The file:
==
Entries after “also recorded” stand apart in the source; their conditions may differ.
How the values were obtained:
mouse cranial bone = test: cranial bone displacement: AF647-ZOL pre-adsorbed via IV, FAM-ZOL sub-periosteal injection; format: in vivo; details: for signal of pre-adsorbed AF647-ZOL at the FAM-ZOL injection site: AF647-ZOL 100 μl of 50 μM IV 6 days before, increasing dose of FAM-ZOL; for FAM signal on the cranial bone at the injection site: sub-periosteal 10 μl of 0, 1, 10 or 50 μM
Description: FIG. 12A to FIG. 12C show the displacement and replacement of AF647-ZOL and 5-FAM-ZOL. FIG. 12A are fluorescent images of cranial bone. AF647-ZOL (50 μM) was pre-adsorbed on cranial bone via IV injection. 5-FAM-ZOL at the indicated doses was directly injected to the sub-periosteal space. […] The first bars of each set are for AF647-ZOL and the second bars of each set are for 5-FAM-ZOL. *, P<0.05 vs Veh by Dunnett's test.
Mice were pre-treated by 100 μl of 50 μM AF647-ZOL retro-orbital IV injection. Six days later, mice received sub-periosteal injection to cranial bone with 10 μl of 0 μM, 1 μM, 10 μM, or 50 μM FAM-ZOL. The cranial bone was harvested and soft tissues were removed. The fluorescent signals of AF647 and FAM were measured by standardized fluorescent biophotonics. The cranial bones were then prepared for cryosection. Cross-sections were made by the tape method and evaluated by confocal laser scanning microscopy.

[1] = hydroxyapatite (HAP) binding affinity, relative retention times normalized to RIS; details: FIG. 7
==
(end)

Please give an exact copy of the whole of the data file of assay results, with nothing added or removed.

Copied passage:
Entries after “also recorded” stand apart in the source; their conditions may differ.
How the values were obtained:
mouse cranial bone = test: cranial bone displacement: AF647-ZOL pre-adsorbed via IV, FAM-ZOL sub-periosteal injection; format: in vivo; details: for signal of pre-adsorbed AF647-ZOL at the FAM-ZOL injection site: AF647-ZOL 100 μl of 50 μM IV 6 days before, increasing dose of FAM-ZOL; for FAM signal on the cranial bone at the injection site: sub-periosteal 10 μl of 0, 1, 10 or 50 μM
Description: FIG. 12A to FIG. 12C show the displacement and replacement of AF647-ZOL and 5-FAM-ZOL. FIG. 12A are fluorescent images of cranial bone. AF647-ZOL (50 μM) was pre-adsorbed on cranial bone via IV injection. 5-FAM-ZOL at the indicated doses was directly injected to the sub-periosteal space. […] The first bars of each set are for AF647-ZOL and the second bars of each set are for 5-FAM-ZOL. *, P<0.05 vs Veh by Dunnett's test.
Mice were pre-treated by 100 μl of 50 μM AF647-ZOL retro-orbital IV injection. Six days later, mice received sub-periosteal injection to cranial bone with 10 μl of 0 μM, 1 μM, 10 μM, or 50 μM FAM-ZOL. The cranial bone was harvested and soft tissues were removed. The fluorescent signals of AF647 and FAM were measured by standardized fluorescent biophotonics. The cranial bones were then prepared for cryosection. Cross-sections were made by the tape method and evaluated by confocal laser scanning microscopy.

[1] = hydroxyapatite (HAP) binding affinity, relative retention times normalized to RIS; details: FIG. 7